because |Braw(i)B(i)|1/2 for all i = 1, …, 64 due to rounding. Suppose that we know the quantization matrix Q (see Appendix A). Our steganalytic technique is based on the following question: Given an arbitrary 88 block of pixel values B, could this block have arisen through the process of JPEG decompression with the quantization matrix Q? Denoting QD'=DCT(B), we can write using the Parserval's equality B  B raw


 DCT ( B )  DCT ( B raw )


 QD '  QD


 16


On the other hand, we can find a lower estimate for the expression ||QD‟QD||2 by substituting for QD(i) the closest integer multiple of Q(i): 64

16  QD '  QD


 i 1

 QD ' ( i ) QD ' ( i )  Q ( i ) round    Q (i)

   S  



The quantity S can be calculated from the block B provided the quantization matrix Q is known. If S is larger than 16, we can conclude that the image block B is not compatible with JPEG compression with the quantization matrix Q. We reiterate that this is true only for blocks that do not have pixels that are saturated at 0 or 255. Indeed, the estimate (2) may not hold for blocks that have saturated pixels because the rounding at 0 and 255 can be much larger than 1/2. If, for a given block B with unsaturated pixels, S is smaller than 16, the block B may or may not be JPEG compatible. Let qp(i), p=1, … , be integer multiples of Q(i) that are closest to QD(i) ordered by their distance from QD(i) (the closest multiple is q1(i)). In order to decide whether or not a given block B is compatible with JPEG compression with quantization table Q, we need to inspect all 64-tuples of indices {p(1), …, p(64)} for which 64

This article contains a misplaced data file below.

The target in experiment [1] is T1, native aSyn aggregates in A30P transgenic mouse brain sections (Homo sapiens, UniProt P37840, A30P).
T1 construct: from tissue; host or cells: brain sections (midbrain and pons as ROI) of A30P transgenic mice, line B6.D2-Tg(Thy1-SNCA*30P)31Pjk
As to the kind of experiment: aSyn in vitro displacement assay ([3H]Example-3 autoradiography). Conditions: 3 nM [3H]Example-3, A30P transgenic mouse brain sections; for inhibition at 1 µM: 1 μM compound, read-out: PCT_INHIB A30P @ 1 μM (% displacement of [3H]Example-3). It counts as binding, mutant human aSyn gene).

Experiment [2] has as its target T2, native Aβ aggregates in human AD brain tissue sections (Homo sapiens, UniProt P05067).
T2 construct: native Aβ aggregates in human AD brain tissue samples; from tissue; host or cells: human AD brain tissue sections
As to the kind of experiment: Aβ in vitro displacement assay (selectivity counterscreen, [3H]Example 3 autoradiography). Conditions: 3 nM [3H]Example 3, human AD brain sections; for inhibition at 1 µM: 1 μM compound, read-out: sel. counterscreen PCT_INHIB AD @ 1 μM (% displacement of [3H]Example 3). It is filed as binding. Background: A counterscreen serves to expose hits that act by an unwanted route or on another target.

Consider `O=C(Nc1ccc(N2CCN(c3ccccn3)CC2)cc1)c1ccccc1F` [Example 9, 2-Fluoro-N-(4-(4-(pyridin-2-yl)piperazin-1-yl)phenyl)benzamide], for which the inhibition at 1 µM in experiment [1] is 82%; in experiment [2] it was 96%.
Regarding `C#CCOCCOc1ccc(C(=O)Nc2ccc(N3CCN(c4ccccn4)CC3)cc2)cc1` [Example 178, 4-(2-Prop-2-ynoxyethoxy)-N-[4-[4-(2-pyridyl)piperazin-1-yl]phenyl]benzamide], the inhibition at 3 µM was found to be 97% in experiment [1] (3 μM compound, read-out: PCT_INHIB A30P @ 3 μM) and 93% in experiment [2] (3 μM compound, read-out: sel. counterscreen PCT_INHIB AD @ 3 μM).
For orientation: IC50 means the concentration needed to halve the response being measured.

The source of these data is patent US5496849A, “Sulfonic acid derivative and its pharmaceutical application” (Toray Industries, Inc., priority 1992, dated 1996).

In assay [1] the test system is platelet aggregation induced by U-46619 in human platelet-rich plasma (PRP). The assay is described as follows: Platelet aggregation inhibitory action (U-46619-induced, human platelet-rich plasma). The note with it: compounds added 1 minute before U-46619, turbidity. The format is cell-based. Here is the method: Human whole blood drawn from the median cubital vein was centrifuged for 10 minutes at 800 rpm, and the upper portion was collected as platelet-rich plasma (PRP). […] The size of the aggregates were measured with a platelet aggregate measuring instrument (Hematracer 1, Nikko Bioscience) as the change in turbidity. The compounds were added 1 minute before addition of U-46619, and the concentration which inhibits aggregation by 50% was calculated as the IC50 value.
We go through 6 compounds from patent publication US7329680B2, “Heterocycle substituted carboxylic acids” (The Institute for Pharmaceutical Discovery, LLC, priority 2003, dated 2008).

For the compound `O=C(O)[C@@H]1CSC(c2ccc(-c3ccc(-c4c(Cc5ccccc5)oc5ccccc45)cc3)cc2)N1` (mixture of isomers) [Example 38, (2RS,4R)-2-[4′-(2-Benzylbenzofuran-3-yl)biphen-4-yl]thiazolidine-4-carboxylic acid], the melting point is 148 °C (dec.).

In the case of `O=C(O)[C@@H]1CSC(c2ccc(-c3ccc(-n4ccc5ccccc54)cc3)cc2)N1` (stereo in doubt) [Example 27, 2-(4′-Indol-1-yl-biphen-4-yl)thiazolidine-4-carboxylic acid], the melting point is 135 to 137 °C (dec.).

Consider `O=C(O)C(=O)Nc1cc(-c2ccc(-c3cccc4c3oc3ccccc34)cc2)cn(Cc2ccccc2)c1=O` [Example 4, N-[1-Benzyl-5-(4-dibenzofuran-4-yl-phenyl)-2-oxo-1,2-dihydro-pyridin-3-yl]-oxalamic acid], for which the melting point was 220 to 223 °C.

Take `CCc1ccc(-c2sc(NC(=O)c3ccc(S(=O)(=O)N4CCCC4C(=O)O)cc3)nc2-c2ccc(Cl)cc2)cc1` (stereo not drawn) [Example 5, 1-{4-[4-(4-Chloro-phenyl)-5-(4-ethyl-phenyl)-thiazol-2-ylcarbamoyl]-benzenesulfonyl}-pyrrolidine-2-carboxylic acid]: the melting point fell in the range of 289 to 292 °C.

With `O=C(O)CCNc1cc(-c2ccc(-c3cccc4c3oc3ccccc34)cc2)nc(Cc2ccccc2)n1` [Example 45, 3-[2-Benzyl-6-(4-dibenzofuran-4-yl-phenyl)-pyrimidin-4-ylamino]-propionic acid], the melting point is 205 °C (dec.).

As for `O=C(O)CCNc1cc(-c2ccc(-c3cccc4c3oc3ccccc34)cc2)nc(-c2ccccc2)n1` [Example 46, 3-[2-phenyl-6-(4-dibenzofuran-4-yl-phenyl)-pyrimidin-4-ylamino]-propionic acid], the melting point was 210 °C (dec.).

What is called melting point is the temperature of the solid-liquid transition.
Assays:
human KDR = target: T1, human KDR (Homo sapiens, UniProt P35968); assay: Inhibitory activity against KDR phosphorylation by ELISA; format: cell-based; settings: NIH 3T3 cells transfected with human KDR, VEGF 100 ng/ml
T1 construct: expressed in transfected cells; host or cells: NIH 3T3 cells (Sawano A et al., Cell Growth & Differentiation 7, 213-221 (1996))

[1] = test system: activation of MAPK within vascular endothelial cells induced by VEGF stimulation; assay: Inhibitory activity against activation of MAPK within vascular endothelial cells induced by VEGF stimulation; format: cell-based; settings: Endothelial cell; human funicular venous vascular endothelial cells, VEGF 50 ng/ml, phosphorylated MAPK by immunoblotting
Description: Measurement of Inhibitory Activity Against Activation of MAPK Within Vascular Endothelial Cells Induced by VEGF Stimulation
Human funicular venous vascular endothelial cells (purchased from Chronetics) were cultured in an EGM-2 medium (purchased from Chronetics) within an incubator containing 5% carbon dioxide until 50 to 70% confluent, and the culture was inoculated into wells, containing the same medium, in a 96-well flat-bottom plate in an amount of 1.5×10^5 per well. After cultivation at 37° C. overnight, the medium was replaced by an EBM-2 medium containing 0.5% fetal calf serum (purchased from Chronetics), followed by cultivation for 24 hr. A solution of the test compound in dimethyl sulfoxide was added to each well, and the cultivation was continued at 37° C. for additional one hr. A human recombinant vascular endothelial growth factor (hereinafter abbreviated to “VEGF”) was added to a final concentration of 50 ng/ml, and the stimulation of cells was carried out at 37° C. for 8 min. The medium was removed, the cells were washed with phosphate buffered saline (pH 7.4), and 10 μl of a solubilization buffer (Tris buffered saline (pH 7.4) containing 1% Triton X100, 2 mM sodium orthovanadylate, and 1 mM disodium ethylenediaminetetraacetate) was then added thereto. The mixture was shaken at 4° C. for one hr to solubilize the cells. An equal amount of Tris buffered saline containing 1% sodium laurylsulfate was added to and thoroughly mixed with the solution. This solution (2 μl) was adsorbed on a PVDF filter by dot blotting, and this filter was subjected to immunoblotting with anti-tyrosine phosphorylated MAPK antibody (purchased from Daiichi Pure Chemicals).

S 

QD ' ( i )  q

p (i)

( i )  16


i 1

and check if B=[DCT1(QD)], where QD(i)= qp(i)(i).


If, for at least one set of indices {p(1), …, p(64)}, the expression (5) is satisfied, the block B is JPEG compatible, otherwise it is not.